A study identifying new ways to detect skin cancer using artificial intelligence (AI) has been conducted by researchers from the University of Hawaiʻi Cancer Center. Investigators successfully created and trained an AI platform to classify different types of skin lesions. Their findings were published in the December issue of Melanoma Research.
The study, “The Potential of Using Artificial Intelligence to Improve Skin Cancer Diagnoses in Hawaiʻi’s Multiethnic Population,” was conducted by UH Cancer Center Researchers Kevin Cassel and John Shepherd, and community health educator Mark Lee Willingham Jr., a sociology Ph.D. student.
Investigators trained a newly developed AI platform to identify and label a set of de-identified images of pigmented skin lesions that had previously been clinically diagnosed as melanoma or non-melanoma. To evaluate the performance of the AI platform to make an accurate diagnosis, images were assessed by a panel of local dermatologists as well as the AI platform. Researchers found that combining results from both the AI platform and the dermatologists increased the overall accuracy of the diagnoses. The study supports the use of AI as part of an efficient lesion-assessment strategy to reduce time and expenses spent on diagnosing skin lesions, reducing delays in treatment.
AI platforms are computer programs that use data and algorithms to perform specific tasks. These tasks, which would typically require human intelligence, can include visual perception, speech recognition, decision-making and translation. AI has greatly benefited the field of cancer research as it has been found to be effective in the detection of various cancers.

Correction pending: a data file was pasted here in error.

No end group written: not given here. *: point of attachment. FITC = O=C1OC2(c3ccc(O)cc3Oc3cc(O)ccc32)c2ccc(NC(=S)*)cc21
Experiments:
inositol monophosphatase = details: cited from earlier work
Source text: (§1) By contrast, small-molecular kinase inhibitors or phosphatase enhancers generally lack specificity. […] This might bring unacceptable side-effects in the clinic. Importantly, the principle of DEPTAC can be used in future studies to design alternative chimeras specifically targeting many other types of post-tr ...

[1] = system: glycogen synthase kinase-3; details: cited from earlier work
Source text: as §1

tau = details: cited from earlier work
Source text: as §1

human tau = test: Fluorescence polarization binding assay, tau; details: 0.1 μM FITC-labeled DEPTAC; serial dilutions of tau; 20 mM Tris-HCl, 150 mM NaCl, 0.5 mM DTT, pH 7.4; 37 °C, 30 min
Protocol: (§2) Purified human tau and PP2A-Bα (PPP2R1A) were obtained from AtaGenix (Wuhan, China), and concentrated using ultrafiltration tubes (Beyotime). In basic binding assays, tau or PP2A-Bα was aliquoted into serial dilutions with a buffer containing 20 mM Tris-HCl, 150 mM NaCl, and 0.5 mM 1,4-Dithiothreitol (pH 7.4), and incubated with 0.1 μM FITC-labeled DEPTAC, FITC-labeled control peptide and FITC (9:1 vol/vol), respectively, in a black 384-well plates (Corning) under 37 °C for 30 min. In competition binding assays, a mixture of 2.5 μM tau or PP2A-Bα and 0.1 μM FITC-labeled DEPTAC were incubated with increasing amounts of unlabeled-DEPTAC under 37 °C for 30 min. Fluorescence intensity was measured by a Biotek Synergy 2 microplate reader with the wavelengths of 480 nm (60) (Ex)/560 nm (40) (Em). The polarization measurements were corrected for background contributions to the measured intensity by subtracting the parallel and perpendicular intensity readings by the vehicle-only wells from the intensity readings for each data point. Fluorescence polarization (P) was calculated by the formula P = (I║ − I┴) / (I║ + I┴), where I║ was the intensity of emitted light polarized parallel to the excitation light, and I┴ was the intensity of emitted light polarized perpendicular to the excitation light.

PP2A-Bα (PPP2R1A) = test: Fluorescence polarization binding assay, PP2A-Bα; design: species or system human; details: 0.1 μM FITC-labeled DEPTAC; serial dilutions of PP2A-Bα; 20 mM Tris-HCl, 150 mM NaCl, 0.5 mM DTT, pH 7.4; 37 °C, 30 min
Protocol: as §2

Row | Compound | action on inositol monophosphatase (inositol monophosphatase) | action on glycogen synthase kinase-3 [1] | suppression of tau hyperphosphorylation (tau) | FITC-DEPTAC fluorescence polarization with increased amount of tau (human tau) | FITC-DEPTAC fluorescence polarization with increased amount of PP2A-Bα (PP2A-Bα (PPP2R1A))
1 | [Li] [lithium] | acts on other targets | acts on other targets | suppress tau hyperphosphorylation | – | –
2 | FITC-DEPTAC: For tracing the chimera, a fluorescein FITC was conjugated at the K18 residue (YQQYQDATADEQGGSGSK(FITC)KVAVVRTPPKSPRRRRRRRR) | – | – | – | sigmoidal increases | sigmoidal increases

“Skin cancer strikes at many Hawaiʻi residents because of our active outdoor lifestyles,” said Willingham, lead author. “When we can find ways such as this AI platform to improve diagnosis, it speeds up patient care and saves lives. This study was a collaborative process, and I hope to take part in the future aims of this important and timely research.”
Skin cancer is the most common type of cancer in the U.S. Approximately one out of every five adults will develop skin cancer within their lifespan. Due to its proximity to the equator, Hawaiʻi’s population is significantly impacted by skin cancer. In the state, 10,000 individuals are diagnosed with skin cancer each year.
The study’s goal was to aid in the development of a skin lesion classification application that determines how urgently a patient should seek treatment, which can help Hawaiʻi’s rural communities who have limited access to dermatologists.
“Our future study hopes to link rural communities and rural general practitioners with AI strategies to aid in diagnosis, with the overarching goal of reducing the multiple consequences of skin cancers,” said Cassel.